The GetSwift Ltd (ASX: GSW) share price is up 6 cents or 13% today to 53 cents, but it’s still down around 40% over the past year and down around 86% since changing hands for $3.60 on January 5 2018.
The huge fall in the share price comes after an almost unbelievable rise over the end of 2017 that was driven by the “software company” making a series of announcements that it had signed “global agreements” with the likes of the US$800 billion business Amazon. Inc., Commonwealth Bank of Australia (ASX: CBA) and Fortune Company Yum Brands.
Partly on the back of hype around these announcements GetSwift was able to raise a remarkable $75 million from institutional investors in December 2018, despite having virtually nothing in revenues in probably the oddest example of share market shenanigans I’ve ever seen.
As at the quarter ending December 31 2019 it had just $170,000 in cash receipts from customers and an operating quarterly cash loss of $5.8 million. However, it did have cash equivalents of $87.6 million at quarter end largely thanks to the aforementioned capital raising.
GetSwift is now the subject of a shareholder class action in relation to it making misleading statements to the market over certain contractual arrangements it made in 2017 and in failing to update the market in accordance with its continuous disclosure obligations.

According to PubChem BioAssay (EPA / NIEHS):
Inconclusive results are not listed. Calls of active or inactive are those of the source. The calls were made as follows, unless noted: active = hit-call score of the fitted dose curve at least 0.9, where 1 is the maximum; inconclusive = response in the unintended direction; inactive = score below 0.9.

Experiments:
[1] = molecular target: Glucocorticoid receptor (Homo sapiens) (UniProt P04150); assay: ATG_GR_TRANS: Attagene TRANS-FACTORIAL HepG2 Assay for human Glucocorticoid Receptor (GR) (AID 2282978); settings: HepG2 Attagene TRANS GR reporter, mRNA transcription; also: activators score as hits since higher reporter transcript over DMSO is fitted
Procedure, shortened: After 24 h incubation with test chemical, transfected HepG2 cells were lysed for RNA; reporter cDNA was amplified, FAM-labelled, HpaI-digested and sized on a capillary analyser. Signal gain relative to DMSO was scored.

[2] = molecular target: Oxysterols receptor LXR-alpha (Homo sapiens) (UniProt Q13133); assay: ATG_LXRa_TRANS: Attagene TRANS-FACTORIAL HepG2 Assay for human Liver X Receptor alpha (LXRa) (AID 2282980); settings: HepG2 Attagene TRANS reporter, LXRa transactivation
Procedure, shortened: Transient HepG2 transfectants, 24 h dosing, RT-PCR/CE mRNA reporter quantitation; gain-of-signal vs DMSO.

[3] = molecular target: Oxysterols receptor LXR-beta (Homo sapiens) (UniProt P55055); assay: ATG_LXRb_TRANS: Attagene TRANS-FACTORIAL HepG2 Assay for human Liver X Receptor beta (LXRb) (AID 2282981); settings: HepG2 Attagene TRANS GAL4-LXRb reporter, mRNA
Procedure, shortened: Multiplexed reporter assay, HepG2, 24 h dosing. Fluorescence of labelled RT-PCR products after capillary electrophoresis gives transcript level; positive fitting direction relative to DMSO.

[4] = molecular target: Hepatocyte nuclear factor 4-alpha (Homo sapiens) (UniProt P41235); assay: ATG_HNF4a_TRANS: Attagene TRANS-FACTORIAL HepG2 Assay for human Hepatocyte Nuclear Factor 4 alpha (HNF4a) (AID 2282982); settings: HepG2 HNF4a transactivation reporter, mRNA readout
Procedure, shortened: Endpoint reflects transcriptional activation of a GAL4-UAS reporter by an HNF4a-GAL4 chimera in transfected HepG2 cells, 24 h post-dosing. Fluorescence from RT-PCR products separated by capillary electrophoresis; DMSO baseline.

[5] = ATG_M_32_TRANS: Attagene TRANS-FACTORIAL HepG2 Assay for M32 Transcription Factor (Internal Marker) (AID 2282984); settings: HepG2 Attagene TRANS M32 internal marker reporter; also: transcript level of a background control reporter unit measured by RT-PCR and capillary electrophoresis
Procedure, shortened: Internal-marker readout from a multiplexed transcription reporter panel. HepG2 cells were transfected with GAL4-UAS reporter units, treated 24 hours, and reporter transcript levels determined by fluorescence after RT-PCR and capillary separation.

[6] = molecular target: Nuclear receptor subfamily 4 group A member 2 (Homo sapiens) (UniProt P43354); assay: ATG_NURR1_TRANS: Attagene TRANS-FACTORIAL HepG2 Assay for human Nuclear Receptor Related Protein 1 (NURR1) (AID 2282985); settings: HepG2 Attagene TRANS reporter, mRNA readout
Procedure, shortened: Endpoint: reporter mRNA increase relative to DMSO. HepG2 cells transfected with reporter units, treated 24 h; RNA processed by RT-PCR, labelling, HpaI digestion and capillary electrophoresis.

As such some of the capital raising money taken in from investors on the back of its boasts could end up being paid out to aggrieved investors on the back of the same boasts.
Given the lack of revenues and management’s track record it’s not surprising the GetSwift trades for nothing much more than its book value of $87 million due to the cash on its balance sheet.
This is something of a sorry situation for everyone involved, although GetSwift’s management still report that the business is growing strongly and to plan.
Investors interested in the software-as-a-service business would be far better off looking at companies with credible revenues, management, and potential profitability. For example the likes of Pro Medicus Limited (ASX: WTC) and Xero Limited (ASX: XRO) have gone gangbusters since listing and may have plenty more gas in the tank.
Our top dividend stock pick for 2019 currently boasts a 5.4% dividend yield (fully franked). I believe it’s a perfect fit for a well-diversified, income-focused portfolio.
Even better, this yield comes attached to an attractive and still-growing business which could keep expanding throughout Australia and New Zealand for years to come. With disciplined management, and a long track record of building wealth for shareholders, this company is a serious candidate for any income-minded investor’s portfolio.
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Tom Richardson owns shares of Pro Medicus Ltd. and Xero.
You can find Tom on Twitter @tommyr345
The Motley Fool Australia's parent company Motley Fool Holdings Inc. recommends Pro Medicus Ltd. The Motley Fool Australia owns shares of and has recommended Pro Medicus Ltd. The Motley Fool Australia owns shares of Xero. We Fools may not all hold the same opinions, but we all believe that considering a diverse range of insights makes us better investors. The Motley Fool has a disclosure policy. This article contains general investment advice only (under AFSL 400691). Authorised by Scott Phillips.